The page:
The third photo is our family after Alberta's memorial service in Ghana in August 2010. The last is as Maya started kindergarten
at Roland Park Elementary-Middle School in August 2013.  She is a fan of the Disney princesses and the My Little Ponies


 My wife's daughter, Takyiwah Afua Matilda Adisi, is the mother of four and lives in  Koforidua, GhanaShe has a taxi business and also runs a business of selling bottled water and renting party supplies.

genealogical roots and family connections



Lawrence H. Shirley

Mail: home: 854 Bosley Avenue, Towson MD 21204-2610
         business-related: Towson University, Department of Mathematics, 8000 York Road, Towson, Maryland 21252-0001  (but not checked regularly)

Phone:  Home: 410-825-1328 (with answering machine)

FAX: 410-704-4149 (be sure to indicate the message is for me--this fax is in the Mathematics Department)

E-Mail: (this is the most reliable way to reach me)
---alternative email (but not checked as regularly):
---any old email address which includes the word "saber" is now out of use

New personal webpage: it doesn't yet have any content! 

Here is a map that shows Towson University and also my home (marked with an arrow) at 854 Bosley Avenue, Towson MD 21204-2610
Here are
directions to Towson University and a campus map

As of January 1, 2016, I am retired from Towson University.  As my last classes, in Fall 2015, I taught MATH 204 Mathematics Concepts and Structures (for teachers) and two sections of SEMS 250 Perspectives in Science and Mathematics.   I may do part-time teaching in Fall 2016.

Updated on 31 March 2016

All links were checked and updated as necessary on 1 March 2012.

This map shows the locations of people who have visited this website.
The map was restarted after the older content was archived in June 2010.
Locations of visitors to this page

[ Top ]

















(most are for conference presentations unless otherwise indicated)
costumes for math history
ethnomathematics (similar to ethnomath (above) but with history and more links)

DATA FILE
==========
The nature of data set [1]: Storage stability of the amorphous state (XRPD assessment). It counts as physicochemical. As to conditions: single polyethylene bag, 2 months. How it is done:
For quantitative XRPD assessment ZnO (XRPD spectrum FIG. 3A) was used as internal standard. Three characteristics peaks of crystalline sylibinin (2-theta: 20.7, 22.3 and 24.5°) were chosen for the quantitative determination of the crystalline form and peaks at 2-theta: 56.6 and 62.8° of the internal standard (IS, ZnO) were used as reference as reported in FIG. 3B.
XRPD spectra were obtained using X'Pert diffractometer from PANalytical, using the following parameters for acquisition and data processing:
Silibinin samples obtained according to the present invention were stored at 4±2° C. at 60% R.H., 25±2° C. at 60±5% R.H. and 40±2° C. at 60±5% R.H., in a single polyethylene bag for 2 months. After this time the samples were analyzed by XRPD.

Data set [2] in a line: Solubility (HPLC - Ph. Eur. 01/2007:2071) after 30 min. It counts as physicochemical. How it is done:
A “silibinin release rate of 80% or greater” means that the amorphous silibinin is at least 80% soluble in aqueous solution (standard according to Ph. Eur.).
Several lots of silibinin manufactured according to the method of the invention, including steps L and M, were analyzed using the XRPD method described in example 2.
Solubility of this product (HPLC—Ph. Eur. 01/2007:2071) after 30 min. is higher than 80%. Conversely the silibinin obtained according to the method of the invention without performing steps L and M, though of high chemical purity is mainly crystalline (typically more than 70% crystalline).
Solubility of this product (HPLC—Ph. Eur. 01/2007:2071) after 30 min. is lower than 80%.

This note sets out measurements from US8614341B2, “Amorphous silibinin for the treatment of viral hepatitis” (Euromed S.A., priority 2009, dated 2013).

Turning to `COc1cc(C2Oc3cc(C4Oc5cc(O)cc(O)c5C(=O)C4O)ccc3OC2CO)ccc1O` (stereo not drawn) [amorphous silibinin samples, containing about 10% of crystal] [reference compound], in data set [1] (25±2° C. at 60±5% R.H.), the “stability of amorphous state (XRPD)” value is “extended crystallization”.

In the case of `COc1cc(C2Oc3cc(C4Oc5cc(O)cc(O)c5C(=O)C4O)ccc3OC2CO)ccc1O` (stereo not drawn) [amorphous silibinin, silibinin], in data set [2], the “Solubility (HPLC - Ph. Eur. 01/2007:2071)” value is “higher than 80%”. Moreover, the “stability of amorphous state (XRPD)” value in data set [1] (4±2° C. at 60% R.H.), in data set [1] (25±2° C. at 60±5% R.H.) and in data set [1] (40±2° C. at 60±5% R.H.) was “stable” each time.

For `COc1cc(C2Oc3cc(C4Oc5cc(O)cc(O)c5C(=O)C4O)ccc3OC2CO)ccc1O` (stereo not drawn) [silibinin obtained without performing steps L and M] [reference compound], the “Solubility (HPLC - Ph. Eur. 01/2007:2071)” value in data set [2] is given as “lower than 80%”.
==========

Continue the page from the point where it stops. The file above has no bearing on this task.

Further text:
ethnomathematics in global education programs--for ICEM-3
ethnomath looks back and looks forward--for ICME-11
(original and current page for the ICEM-4 conference of July 2010)
-----[the other--obsolete--page is ]
(this page)
math 204 (Concepts of Mathematics for Teachers I)
math301 ("History of Mathematics" course page)
math 323 Teaching Mathematics in Elementary School
("Cultural and Philosophical Background of Mathematics" course page)
math602China (similar to the regular MATH 602 course page, but modified for 3-week pattern and Chinese offering
(similar to the regular MATH 602 course page, but arranged for the independent study offering)
(similar to the regular MATH 602 course page, but arranged for a 10-week pattern of 3:45 classes)
math602southernmaryland (also the 10-week format, but straddling the holiday break--for southern Maryland)
math602revised10week (arranged for nine class meetings)
sems250 (Perspectives  in Science and Mathematics)
number words
puns (collected from various sources)

(a brief c.v.)
(course page for MATH 428)

my page
My Mathematics Dept faculty page
my LinkedIn page
my Facebook profile page
ICEM-4 Facebook page
My Xanga page
my Peace Corps Connect page
Geordi's CatBook homepage

Lawrence Hoyt Shirley
Larry (with a "w")
547   (read it upside down!)
Yelrihs Ecnerwal
Really, when is rec?---Where is clan lyre?---Nearly his crewel (anagrams, but not very good!)
Wכfa Yaw  (Akan-Twi, from Ghana: Uncle Yaw=Thursday male)
(Xue Li Ren)  (Mandarin name, given by students, from a phrase about kindness by Confucius)
Bahago(Hausa for left-handed, from northern Nigeria)
Lahai Challey (Mende name, from Sierra Leone)
Λόρενς Σίρλυ (Greek script: Lawrence Shirley)
Лoренc Ширлй  (Cyrillic script: Lawrence Shirley)
(Arabic script: Lawrence Shirley--right to left) لورانس شيرلي 
(Hebrew script: Lawrence Shirley--right to left) לורנס שירלי
로렌스 셜리 (Korean script: Lawrence Shirley)
लाव्रेंस शिरली (Devanagari [Hindi] script: Lawrence Shirley)
• ― •• | • ― | • ― ― | •― •| • |― • |― • ― • | • | | •••|••••|••|• ―•|•― ••|•|― •― ― (International Morse Code)
       |01010011|01101000|01101001|01110010|01101100|01100101|01111001|00001101  (Lawrence Hoyt Shirley in binary code)


African News
Astronomy Picture of the Day
Mathematician's birthday
new Mersenne Prime?
xkcd and
three math/geek humor blogs: Spiked Math, Math-Fail, and GaussFacts
Calvin and Hobbs
election polling: five-thirty-eight blog
my FaceBook Home
Jeff's blog     Jeff's FaceBook   Jeff's new blog
Emily's blog    Emily's Facebook
Maya photos     Maya's Care Pages
Lauren's new blog   Lauren's Facebook
Jamaar's FaceBook

[ Top ]